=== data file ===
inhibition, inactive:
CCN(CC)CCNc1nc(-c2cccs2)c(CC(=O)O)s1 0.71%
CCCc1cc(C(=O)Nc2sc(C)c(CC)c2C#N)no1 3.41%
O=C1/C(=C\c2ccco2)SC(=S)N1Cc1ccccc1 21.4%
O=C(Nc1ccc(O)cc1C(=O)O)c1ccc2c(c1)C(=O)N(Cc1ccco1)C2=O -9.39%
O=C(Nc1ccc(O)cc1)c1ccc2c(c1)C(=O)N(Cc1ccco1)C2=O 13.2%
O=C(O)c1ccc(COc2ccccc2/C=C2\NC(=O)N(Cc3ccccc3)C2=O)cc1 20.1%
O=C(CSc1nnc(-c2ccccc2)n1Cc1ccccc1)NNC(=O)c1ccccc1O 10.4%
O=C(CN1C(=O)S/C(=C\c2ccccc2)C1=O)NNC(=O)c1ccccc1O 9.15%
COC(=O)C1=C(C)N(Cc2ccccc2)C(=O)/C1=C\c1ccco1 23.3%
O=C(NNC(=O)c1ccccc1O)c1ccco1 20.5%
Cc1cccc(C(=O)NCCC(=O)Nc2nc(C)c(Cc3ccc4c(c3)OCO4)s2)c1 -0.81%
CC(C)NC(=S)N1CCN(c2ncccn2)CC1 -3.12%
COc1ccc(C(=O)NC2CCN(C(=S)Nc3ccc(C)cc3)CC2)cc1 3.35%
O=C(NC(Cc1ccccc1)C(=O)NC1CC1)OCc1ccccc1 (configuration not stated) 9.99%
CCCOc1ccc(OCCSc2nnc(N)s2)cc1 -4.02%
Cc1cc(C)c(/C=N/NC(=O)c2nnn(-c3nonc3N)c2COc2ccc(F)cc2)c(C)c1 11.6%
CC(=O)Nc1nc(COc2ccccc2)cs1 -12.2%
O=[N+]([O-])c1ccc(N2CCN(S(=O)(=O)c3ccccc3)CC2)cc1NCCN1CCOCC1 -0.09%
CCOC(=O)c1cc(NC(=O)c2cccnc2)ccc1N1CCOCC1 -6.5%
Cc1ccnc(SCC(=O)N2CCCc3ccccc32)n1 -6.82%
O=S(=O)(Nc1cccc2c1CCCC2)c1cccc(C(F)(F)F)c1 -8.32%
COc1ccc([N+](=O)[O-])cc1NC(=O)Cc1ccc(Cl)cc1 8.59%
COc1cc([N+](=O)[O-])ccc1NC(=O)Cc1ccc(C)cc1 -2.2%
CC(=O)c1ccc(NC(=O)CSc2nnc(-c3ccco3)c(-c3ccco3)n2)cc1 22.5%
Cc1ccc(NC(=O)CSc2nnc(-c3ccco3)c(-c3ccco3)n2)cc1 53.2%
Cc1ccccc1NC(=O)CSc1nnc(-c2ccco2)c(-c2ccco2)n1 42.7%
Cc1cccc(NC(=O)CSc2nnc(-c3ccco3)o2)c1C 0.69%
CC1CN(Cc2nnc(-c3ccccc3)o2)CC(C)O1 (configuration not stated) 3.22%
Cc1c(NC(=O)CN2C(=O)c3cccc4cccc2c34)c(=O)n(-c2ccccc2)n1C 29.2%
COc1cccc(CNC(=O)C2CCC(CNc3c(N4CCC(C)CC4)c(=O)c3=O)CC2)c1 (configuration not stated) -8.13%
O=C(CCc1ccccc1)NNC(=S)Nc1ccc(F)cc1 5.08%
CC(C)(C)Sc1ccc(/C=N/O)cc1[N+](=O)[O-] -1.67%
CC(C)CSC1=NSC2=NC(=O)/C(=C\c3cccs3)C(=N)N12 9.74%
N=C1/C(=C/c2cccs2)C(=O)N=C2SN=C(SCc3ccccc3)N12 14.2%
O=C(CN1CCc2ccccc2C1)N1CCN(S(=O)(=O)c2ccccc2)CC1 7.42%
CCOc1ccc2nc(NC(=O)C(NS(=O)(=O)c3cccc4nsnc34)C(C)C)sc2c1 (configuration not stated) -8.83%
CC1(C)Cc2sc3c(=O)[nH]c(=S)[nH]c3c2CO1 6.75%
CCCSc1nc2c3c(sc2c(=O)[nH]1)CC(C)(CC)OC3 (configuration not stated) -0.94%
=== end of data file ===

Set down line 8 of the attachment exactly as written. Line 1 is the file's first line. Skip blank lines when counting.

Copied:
O=C(CSc1nnc(-c2ccccc2)n1Cc1ccccc1)NNC(=O)c1ccccc1O 10.4%